A rural Danish school teacher is accused of a terrible crime.
Directed by Thomas Vinterberg
Starring Mads Mikkelson, Thomas Bo Larsen, and Annika Wedderkop
Initial Review by Joe Setnor
Thomas Vinterberg’s 2012 film “The Hunt” is aptly described as a thriller and some other catchy descriptors like “intense” or “psychological drama.” As a male teacher, however, I just witnessed a damn two hour horror movie of the most epic bloodbath proportions. For that, I hate you Thomas Vinterberg, but I’ll be damned if you didn’t create a beautifully crafted movie that leaves the viewer angry, confused, perhaps less hopeful about the people they surround themselves with.
Flame and Citron is a story about a pair of members of the Danish resistance group Holger Danske during World War II. Flame and Citron are assassins who calmly carry out their missions with little information in regards to their targets only knowing they are Danish informers or collaborators with the Nazi occupation of Denmark. They purposely do not target German officials despite their desire to do so for fear it will increase the chances of retaliation. The build up here is a little slow but the noir-ish style of the film directed by Ole Christian Madsen, and the performances of Thure Lindhardt and Mads Mikkelsen as Flame and Citron respectively engage you through the slower setup and lead into scene after scene of excellence as events begin to unfold.
With Thor: Ragnarok hitting theaters next year, I decided to watch a movie about Ragnarok. This honestly isn’t the reason; I haven’t even seen the first two Thor movies. I can only imagine that this movie ended up in my Netflix queue after rating the 2010 Norwegian film Trollhunter.
I enjoyed Ragnarok to an extent. It gave me a Michael Crichton/National Treasure kind of vibe. And similar to Trollhunter (which had a slightly similar format to the Blair Witch Project), the main thing that stood out for me was the lack of overacting and high-production. America being America, I feel like most modern American cinema is just too much. It’s like 99% of the people that sing the National Anthem. Just sing it, there’s no reason to overperform.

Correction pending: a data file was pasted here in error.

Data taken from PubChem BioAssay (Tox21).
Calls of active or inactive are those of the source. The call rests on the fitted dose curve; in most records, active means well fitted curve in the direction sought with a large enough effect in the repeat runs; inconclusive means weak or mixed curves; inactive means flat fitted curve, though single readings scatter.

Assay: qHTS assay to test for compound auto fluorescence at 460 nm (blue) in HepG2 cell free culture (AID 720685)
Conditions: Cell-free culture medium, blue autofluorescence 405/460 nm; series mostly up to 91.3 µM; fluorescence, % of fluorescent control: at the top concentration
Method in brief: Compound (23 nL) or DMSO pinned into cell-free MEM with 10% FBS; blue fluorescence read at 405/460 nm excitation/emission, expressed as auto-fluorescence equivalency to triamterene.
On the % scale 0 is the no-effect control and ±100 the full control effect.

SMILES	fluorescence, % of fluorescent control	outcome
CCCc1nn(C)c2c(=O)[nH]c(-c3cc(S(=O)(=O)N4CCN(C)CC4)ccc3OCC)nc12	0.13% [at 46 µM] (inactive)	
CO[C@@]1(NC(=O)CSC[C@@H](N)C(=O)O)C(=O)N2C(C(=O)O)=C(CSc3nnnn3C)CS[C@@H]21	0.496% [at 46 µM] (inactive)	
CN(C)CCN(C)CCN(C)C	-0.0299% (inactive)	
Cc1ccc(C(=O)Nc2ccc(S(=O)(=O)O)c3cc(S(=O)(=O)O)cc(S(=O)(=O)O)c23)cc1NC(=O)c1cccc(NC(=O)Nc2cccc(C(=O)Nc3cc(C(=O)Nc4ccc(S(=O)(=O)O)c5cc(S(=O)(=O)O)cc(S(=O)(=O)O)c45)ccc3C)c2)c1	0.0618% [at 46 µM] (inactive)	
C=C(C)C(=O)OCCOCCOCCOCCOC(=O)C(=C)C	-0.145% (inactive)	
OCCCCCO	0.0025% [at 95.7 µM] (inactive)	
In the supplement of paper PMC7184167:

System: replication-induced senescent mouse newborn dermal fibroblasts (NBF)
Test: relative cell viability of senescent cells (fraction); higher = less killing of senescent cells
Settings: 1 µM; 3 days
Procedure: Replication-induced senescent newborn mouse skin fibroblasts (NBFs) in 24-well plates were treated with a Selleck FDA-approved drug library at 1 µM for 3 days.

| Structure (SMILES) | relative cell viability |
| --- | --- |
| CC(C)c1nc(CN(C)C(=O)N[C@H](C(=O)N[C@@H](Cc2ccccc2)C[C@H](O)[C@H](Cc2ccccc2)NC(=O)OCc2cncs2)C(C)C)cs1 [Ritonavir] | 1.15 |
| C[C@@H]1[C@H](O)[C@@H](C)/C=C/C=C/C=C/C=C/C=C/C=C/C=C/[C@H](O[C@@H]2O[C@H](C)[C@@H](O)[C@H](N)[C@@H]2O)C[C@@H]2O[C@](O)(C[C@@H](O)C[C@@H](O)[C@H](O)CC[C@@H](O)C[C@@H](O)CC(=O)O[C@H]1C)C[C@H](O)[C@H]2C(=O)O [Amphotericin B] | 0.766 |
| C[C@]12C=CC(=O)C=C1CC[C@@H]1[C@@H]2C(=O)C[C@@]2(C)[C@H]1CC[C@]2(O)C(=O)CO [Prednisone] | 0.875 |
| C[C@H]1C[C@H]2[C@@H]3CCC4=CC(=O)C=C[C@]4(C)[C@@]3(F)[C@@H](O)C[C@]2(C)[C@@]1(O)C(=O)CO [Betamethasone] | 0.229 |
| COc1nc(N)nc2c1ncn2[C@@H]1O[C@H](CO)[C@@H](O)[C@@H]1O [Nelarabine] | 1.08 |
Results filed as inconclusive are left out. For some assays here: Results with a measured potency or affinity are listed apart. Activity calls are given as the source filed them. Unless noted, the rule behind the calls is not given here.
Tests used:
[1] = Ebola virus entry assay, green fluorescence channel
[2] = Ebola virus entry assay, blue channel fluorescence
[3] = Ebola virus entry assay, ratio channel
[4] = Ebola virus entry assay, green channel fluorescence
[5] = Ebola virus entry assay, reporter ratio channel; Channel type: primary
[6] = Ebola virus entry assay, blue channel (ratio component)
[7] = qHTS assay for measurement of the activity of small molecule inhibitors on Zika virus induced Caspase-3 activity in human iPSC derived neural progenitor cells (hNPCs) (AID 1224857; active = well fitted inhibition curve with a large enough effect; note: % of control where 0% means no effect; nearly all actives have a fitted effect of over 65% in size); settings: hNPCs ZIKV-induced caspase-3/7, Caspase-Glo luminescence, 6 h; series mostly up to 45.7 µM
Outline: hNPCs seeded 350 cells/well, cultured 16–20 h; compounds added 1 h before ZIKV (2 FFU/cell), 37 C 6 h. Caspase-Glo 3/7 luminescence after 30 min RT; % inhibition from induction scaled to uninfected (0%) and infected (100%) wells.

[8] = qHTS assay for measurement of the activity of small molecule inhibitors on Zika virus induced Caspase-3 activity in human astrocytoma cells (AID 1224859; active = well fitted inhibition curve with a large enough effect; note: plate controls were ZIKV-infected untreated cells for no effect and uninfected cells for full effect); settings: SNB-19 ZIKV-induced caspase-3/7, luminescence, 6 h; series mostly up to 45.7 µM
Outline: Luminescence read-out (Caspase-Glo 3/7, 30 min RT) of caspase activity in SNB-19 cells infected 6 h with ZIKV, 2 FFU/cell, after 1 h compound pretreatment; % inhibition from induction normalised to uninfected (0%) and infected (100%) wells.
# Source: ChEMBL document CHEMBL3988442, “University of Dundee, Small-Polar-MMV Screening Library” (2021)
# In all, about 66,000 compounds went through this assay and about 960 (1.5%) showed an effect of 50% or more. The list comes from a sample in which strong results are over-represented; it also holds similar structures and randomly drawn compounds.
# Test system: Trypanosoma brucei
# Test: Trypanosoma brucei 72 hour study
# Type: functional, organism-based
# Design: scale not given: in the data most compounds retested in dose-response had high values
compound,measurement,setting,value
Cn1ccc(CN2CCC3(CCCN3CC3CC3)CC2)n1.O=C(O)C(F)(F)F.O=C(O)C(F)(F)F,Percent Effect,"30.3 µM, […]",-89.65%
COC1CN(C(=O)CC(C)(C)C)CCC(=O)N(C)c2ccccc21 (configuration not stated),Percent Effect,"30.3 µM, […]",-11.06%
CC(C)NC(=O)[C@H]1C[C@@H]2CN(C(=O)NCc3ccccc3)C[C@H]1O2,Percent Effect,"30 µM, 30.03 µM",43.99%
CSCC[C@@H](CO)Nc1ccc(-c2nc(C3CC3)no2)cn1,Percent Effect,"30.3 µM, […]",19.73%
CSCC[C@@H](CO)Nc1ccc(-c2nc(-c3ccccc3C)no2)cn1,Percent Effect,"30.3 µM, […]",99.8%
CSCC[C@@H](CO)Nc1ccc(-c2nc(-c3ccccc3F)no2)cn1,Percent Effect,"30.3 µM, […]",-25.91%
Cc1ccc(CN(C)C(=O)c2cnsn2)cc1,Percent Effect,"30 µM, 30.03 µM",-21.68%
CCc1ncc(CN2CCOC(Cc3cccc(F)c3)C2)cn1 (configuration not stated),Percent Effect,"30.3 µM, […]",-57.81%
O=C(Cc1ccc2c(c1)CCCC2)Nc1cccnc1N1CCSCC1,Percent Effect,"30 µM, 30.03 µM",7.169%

Die Welle, or The Wave, is a 2008 film that explores the influence that can be felt when a sociopolitical ideology like fascism or nationalism affects the disenfranchised and how quickly one can find him or herself swept up in a movement.. Director Dennis Gansel uses the natural setting of a modern day German high school as the stage for his revolution. Jurgen Vogel plays the classic cinematic cool teacher, Rainer Wenger, who finds his students to be disillusioned with their current state of life. Making statements like “What are we supposed to rebel against?”, “It’s not gonna happen again,” or “We get it, Hitler sucked,” the students doubt when the suggestion of a modern day dictatorship could happen in Germany. Spurred by the student embitterment, or perhaps by his collection of The Ramones and The Clash t-shirts, Wenger puts in motion a classroom experiment that soon builds beyond his control. Built on unity, discipline, and a call to action, the young German students begin contributing to their Greater Good in a movement that becomes known as The Wave.
I decided on this movie because I watched the american version and absolutely hated it. I needed to cleanse my mind of any bad connotations with the word “Oldboy”. This movie has an 80 on Rotten Tomatoes so I assumed it was at least going to be decent. It definitely lived up to the score. I won’t be writing much because I feel like anything I say might ruin the movie for you.
JUST SOME IDIOTS GIVING SURPRISINGLY AVERAGE MOVIE REVIEWS.